LinkedIn Could Help Reach Potential Plastic Surgery Patients
The most recent study from the American Society for Aesthetic Plastic Surgery (ASAPS) shows 1.6 million cosmetic surgical procedures were performed in 2010, representing a 9% in over 2009 totals. Of the more than 9.3 million cosmetic enhancement procedures performed in 2010, women accounted for 92% of the total.
According to a LinkedIn study concerning demographics, the business-centric social media platform could provide the perfect venue for aesthetic healthcare practices to attract more patients in general, and more male patients in particular.
LinkedIn Demographics Parallel Untapped Plastic Surgery Market
In the LinkedIn study referenced above, men represent 55% of the professional social network’s user base. As noted in the ASAPS study, men only represent 8% of the total number of cosmetic procedures performed in 2010.
Additionally, the ASAPS study shows patients aged 35-50 accounted for 4 million procedures, which represents 44% of the total. Similarly, users aged 35-54 represent 41% of the LinkedIn user base.
Another LinkedIn study shows the average user is 41 and has an average household income of $109,073. Additionally, the same report shows 24% of LinkedIn users have a portfolio value of $250k+, and 80% have college or post-graduate degrees.
Does Average LinkedIn User Represent Your Target Patient?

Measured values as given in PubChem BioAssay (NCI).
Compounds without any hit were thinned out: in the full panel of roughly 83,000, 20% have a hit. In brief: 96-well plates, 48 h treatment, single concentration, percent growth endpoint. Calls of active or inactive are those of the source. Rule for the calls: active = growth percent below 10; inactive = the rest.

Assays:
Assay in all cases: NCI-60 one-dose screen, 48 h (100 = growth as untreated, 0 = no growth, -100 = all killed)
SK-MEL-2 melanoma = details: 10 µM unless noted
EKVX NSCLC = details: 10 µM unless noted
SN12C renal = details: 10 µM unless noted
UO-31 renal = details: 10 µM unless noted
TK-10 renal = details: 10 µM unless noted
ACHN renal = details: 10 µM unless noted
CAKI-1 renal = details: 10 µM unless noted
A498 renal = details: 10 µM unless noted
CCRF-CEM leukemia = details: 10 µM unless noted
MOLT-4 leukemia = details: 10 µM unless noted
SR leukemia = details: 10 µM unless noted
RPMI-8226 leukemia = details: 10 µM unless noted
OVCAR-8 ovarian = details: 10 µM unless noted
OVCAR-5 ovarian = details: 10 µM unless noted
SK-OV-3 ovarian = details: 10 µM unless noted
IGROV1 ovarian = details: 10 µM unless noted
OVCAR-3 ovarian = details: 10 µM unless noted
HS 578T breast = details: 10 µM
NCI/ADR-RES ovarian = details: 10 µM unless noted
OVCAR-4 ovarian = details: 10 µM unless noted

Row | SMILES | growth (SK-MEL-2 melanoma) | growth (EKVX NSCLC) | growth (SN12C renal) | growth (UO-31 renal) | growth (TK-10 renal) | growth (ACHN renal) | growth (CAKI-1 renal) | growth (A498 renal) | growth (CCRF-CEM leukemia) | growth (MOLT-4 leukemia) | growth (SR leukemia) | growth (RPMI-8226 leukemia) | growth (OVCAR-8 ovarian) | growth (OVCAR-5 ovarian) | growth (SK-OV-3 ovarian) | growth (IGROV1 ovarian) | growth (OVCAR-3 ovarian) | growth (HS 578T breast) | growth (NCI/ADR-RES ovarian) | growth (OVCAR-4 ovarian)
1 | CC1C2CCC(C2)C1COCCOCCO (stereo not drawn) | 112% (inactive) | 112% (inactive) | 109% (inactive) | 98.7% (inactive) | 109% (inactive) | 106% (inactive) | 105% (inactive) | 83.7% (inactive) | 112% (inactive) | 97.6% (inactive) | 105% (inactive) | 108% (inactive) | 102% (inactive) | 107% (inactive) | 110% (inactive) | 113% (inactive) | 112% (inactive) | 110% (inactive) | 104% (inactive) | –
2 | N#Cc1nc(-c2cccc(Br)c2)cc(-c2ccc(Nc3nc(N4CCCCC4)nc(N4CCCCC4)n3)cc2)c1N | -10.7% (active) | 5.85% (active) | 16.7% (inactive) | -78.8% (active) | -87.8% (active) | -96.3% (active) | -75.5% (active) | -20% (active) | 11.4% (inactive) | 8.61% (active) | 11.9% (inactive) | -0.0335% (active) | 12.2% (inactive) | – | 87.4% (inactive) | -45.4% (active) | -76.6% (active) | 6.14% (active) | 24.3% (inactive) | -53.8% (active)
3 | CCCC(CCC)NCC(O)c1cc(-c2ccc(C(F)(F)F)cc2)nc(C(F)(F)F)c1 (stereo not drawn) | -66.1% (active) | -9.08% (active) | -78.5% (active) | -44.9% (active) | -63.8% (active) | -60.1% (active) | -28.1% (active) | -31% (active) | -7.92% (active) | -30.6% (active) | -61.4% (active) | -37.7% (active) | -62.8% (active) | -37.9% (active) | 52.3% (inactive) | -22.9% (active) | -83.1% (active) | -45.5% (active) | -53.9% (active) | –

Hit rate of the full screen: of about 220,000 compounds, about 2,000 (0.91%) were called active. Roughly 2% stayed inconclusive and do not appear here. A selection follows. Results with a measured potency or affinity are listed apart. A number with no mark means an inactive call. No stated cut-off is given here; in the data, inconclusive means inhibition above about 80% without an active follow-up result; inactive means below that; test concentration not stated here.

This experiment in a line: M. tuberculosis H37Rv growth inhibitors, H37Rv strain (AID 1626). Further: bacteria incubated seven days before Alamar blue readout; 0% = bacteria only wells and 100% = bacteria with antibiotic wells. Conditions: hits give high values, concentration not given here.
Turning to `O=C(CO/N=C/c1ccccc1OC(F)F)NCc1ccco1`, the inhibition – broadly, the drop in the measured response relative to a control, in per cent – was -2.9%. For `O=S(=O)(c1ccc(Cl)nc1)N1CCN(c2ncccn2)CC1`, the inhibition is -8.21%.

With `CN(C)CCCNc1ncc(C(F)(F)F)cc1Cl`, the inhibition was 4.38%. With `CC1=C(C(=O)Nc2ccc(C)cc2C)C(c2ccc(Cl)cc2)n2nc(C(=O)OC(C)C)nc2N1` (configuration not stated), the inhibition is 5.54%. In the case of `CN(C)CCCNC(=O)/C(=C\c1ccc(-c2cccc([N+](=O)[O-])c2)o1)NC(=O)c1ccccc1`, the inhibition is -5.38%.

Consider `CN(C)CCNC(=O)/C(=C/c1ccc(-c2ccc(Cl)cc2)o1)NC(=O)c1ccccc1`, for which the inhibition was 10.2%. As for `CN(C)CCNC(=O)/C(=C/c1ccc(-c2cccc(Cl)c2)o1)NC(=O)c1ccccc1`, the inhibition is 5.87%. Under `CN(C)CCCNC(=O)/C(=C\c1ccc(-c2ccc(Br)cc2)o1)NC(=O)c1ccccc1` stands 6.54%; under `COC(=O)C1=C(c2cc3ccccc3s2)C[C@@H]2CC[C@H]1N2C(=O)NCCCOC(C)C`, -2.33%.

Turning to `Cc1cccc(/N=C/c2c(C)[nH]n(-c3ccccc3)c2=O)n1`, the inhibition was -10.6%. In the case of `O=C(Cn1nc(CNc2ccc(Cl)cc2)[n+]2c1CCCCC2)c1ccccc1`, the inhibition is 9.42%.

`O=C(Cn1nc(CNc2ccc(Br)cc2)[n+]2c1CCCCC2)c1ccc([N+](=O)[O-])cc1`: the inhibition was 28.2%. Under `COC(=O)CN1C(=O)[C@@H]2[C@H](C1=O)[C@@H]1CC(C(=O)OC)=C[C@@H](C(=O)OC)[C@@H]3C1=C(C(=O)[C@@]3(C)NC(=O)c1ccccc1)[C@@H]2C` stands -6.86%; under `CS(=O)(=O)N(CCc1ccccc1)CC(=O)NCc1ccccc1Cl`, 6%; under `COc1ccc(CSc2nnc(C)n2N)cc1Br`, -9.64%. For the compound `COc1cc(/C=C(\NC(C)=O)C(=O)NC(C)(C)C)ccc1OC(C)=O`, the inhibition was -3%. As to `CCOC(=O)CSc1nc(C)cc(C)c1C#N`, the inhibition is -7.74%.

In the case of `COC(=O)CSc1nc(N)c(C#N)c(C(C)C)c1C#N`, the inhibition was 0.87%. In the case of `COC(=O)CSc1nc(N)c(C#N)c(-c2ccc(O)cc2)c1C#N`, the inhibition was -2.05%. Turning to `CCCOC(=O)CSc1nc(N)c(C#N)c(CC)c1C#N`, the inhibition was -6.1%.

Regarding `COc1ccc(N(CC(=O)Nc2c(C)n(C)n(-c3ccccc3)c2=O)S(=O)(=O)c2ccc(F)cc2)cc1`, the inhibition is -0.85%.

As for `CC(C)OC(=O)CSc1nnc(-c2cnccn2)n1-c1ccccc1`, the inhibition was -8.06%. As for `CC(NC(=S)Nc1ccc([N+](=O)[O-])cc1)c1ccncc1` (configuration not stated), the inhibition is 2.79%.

How does the average LinkedIn user compare to your average patient, or more importantly, your potential patients? If you’re still wondering whether you should have a professional profile on LinkedIn, in addition to a practice page, this final LinkedIn study, in conjunction with the statistics mentioned above, should convince you creating both are at the very least a necessity, regardless of whether or not you focus on proactively building a community within the platform.
As of June 30, 2011, more than two professionals per second are creating a LinkedIn account, while more than 2 million companies have a LinkedIn page. 2010 also saw more than 2 billion people searches.
Are Patients Searching for You and Your Practice on LinkedIn?
The most important question is not are your patients turning to LinkedIn when they begin researching your practice and cosmetic enhancement in general. If you have a presence across a number of social media channels, while LinkedIn may not be the first platform they turn to, it certainly won’t be the last.
The important question to ask is, what will your patients find when they do turn to LinkedIn for more information? Whether you decide to maintain your profile page and actively pursue connections and recommendations, or set it and forget it matters not. As the ASAPS study shows, more than half of all Americans now approves of the idea of cosmetic enhancement and a presence on LinkedIn creates an opportunity to reach an untapped audience that has likely considered a cosmetic procedure.